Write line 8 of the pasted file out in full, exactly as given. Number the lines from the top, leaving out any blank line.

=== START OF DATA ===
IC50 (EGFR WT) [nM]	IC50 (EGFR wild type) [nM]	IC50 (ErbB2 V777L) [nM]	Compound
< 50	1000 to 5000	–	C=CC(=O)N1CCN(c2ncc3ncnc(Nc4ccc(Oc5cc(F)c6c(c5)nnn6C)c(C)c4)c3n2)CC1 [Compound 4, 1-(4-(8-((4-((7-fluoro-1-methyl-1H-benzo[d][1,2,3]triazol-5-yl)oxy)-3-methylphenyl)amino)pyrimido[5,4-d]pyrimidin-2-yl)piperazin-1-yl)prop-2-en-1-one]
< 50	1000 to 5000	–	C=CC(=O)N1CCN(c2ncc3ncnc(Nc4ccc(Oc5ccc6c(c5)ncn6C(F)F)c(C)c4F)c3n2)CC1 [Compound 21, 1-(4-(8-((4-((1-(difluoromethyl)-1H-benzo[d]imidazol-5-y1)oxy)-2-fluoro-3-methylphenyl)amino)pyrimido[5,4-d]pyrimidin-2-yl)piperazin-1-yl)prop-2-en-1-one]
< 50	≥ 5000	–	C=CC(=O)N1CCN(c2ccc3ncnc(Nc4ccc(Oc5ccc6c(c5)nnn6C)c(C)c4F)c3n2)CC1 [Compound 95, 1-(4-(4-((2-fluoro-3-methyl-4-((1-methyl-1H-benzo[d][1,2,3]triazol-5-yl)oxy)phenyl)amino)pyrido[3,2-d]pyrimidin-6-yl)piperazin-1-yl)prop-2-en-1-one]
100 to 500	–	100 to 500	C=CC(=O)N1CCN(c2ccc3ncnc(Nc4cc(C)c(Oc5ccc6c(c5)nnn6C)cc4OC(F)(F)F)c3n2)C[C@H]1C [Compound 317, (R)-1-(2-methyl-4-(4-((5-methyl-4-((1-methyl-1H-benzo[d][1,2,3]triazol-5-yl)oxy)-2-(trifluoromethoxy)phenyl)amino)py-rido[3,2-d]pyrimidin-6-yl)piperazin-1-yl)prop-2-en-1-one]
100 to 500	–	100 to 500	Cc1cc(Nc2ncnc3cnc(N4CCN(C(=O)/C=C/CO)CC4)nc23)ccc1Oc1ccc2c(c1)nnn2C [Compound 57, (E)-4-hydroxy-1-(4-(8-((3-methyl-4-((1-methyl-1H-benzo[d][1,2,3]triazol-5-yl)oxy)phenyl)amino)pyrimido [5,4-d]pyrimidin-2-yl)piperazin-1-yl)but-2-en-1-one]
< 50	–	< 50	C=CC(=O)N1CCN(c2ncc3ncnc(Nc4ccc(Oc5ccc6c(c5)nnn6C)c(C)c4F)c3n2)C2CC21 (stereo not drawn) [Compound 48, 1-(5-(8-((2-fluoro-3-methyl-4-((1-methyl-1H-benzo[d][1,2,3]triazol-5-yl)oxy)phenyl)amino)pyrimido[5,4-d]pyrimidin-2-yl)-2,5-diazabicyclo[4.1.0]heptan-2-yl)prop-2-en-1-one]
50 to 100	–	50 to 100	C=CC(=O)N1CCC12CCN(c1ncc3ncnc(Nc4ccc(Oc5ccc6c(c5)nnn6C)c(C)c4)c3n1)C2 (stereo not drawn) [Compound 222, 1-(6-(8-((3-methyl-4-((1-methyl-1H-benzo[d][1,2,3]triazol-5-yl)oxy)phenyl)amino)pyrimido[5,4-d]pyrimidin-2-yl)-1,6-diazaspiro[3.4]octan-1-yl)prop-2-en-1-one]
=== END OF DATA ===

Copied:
50 to 100	–	50 to 100	C=CC(=O)N1CCC12CCN(c1ncc3ncnc(Nc4ccc(Oc5ccc6c(c5)nnn6C)c(C)c4)c3n1)C2 (stereo not drawn) [Compound 222, 1-(6-(8-((3-methyl-4-((1-methyl-1H-benzo[d][1,2,3]triazol-5-yl)oxy)phenyl)amino)pyrimido[5,4-d]pyrimidin-2-yl)-1,6-diazaspiro[3.4]octan-1-yl)prop-2-en-1-one]